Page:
Sometimes Nothing is the Right Thing to Do

I have always been committed to the principle that it is not the duty of government to bail out and reward those who act irresponsibly, whether they are big banks or small borrowers.
John McCain

Despite the fact that Senator McCain has said the economy isn’t his strong point, he has a lot stronger grasp of basic economic principles than anybody else running for president, not to mention a lot of other people in Washington who ought to know better.

In addition to the Bear Stearns bailout, since the beginning of the year, the Fed has loaned over $260 billion to banks that got into financial trouble by making bad mortgage loans. The Foreclosure Prevention Act of 2008 is on the horizon, and there’s another bill lined up behind it to extend an additional $300-400 billion in federally guaranteed (that means guaranteed by you and me) mortgages for people who overextended themselves to buy houses that were well beyond their means.

Senator Obama talks about “folks [being] tricked into purchasing loans they can’t afford.” Both Senators Obama and Clinton think we need to kick in a $30 billion dollar emergency housing fund (at taxpayer expense) to help bail out these poor victims, never mind that they’re victims of their own greed and irresponsibility. Senator Clinton also wants to freeze subprime mortgage rates and impose a 90 day moratorium on foreclosures for the poor dears. And, earlier this week, Senator Clinton suggested that perhaps the government should start buying up foreclosed homes. It’s not enough for the government to be in the healthcare business, now she wants to get it into the real estate business, too. (Is there any business Mrs. Clinton doesn’t think the government should be in?)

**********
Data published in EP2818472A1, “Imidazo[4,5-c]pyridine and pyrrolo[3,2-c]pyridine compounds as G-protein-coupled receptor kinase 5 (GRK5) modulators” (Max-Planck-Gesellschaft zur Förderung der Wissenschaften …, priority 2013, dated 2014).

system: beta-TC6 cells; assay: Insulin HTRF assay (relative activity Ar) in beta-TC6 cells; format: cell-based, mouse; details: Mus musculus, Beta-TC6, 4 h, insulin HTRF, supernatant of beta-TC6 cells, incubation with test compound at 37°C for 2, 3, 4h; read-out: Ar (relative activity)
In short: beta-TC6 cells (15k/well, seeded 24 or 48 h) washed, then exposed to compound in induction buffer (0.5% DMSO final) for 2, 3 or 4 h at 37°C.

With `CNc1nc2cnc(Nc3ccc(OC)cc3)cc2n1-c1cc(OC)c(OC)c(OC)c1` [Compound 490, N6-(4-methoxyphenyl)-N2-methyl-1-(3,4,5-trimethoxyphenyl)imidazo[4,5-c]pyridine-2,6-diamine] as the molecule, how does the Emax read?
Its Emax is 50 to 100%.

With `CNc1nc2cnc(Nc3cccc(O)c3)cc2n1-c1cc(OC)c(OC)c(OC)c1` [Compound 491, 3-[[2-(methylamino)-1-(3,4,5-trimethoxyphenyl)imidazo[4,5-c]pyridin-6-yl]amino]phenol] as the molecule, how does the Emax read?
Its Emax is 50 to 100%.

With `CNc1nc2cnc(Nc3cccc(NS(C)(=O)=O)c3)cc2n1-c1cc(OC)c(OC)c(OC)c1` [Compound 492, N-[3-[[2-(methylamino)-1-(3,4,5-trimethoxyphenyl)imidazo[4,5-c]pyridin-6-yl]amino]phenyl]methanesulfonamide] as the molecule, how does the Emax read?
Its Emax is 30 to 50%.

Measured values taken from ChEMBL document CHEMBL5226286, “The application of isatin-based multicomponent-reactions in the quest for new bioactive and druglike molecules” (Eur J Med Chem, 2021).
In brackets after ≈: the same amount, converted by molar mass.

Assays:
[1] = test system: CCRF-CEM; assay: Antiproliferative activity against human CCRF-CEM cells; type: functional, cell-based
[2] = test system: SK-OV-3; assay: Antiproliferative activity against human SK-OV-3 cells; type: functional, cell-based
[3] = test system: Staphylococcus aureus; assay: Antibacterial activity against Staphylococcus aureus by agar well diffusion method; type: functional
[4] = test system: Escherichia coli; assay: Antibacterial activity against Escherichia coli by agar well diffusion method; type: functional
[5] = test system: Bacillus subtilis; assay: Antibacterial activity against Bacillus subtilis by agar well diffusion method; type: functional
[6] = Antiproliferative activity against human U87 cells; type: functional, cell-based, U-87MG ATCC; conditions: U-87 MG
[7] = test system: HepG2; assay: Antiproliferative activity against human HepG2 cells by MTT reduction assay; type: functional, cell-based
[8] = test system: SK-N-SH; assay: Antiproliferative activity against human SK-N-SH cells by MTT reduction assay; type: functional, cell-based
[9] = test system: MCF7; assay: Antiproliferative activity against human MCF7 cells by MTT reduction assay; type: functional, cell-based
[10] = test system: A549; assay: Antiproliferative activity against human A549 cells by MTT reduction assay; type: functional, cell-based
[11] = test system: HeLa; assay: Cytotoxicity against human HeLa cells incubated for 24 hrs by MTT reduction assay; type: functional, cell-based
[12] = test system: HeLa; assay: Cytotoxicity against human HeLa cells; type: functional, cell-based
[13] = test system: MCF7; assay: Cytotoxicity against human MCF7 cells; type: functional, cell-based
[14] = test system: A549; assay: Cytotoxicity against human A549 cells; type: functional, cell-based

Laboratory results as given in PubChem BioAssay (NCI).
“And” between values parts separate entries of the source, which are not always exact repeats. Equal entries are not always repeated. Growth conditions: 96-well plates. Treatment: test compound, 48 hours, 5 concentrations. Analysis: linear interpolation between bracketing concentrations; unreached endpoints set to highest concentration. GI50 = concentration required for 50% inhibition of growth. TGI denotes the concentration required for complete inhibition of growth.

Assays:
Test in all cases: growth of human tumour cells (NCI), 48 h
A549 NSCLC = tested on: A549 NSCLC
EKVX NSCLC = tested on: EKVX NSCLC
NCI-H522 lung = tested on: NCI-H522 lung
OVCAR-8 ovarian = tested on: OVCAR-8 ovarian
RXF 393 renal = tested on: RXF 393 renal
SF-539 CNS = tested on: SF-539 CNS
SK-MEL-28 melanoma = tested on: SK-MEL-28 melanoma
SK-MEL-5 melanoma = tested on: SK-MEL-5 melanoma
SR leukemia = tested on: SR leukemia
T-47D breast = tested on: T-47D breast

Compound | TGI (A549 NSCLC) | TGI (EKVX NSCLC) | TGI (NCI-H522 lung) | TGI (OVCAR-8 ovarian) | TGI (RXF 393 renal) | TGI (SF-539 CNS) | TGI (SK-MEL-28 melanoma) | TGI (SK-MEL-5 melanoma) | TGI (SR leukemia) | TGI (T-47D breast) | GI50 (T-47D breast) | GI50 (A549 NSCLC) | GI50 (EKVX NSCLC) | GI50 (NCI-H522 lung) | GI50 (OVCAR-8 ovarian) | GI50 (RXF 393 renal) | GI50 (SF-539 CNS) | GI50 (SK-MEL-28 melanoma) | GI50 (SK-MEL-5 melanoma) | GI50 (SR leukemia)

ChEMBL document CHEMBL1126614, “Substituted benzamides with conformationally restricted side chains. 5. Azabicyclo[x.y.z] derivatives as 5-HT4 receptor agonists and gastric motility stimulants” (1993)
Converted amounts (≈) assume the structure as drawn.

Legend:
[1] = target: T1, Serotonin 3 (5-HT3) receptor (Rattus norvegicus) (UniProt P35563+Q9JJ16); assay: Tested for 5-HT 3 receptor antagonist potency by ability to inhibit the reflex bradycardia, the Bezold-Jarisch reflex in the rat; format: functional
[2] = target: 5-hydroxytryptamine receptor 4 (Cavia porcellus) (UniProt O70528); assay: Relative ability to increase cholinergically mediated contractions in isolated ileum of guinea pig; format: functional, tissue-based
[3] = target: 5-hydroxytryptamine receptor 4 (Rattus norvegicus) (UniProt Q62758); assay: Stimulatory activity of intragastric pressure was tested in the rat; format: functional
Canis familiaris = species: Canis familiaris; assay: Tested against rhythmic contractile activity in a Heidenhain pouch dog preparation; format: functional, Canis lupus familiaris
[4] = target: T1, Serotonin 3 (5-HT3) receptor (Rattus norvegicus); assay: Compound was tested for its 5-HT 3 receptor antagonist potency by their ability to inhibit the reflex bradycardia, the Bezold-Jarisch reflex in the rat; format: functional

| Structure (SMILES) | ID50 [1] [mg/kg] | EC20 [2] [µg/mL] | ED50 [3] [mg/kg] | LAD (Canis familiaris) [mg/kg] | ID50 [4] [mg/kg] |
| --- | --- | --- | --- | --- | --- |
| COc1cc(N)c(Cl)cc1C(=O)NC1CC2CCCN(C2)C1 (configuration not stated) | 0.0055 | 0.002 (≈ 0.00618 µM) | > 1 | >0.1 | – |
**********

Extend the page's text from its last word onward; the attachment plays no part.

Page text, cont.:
While Senators Clinton and Obama are leaping over one another trying to come up with more innovative and expensive ways for the government to manipulate the housing market, Senator McCain is quietly saying it isn’t the role of the government to bail out either the banks or the borrowers. The Democrats scoff. Democratic National Committee Chairman Howard Dean sneers that McCain is taking “the same hands-off approach that President Bush used to lead us into this crisis.”